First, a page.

Officials in Vancouver and Whistler both stressed that no decisions regarding what happens next would be made before the initial investigations are complete.
"It's not nice, but I hope they will make the track as safe as possible," said bobsledder Timothy Beck from the Netherlands.
"These accidents should not happen," Swiss figure skater Sarah Meier said.
"This is dangerous," German bobsled star Andre Lange said. "You should never forget that."
Rogge said he was in contact with Kumaritashvili's family – the slider's father is president of the Georgian luge federation and his cousin is the team's coach, VANOC officials said – and the Georgian government. The remaining seven members of the Georgian Olympic delegation said they would stay in the games and dedicated their performances to their fallen teammate.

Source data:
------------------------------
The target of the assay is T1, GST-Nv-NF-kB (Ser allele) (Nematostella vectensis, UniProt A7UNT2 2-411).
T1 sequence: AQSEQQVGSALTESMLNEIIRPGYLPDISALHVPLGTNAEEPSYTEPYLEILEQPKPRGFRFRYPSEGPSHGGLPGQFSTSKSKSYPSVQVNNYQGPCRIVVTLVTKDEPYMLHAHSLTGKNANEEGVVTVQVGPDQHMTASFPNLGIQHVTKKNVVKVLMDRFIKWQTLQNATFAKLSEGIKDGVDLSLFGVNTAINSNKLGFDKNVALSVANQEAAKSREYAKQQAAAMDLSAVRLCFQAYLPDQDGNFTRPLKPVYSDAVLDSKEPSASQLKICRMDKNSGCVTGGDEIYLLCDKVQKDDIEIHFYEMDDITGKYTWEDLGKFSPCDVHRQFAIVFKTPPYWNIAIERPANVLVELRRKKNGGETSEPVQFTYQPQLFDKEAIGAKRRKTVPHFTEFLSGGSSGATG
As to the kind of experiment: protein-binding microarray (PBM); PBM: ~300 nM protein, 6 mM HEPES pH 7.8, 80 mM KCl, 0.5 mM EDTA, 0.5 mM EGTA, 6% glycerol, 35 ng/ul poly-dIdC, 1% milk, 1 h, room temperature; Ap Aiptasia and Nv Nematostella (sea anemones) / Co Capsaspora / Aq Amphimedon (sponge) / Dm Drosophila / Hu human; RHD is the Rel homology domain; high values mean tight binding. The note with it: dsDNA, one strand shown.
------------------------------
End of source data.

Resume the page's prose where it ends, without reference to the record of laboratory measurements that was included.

"My thoughts and prayers are with the Georgian Olympic team," U.S. bobsled pilot Steven Holcomb said on Twitter. "The sliding community suffered a tragic and devastating loss to our family today."
Under giant Olympic rings near the medals plaza in downtown Whistler, mourners placed candles and flowers around a photograph of Kumaritashvili, on his sled and barreling down the track. Around the photo, an inscription read: "In Memory of Nodar Kumaritashvili, May he rest in peace."
There was a moment of silence in memory of the luger at the start of the Alpine skiing team captains' meeting.
Kumaritashvili is the fourth competitor to die at the Winter Games, all in training, and the first since 1992.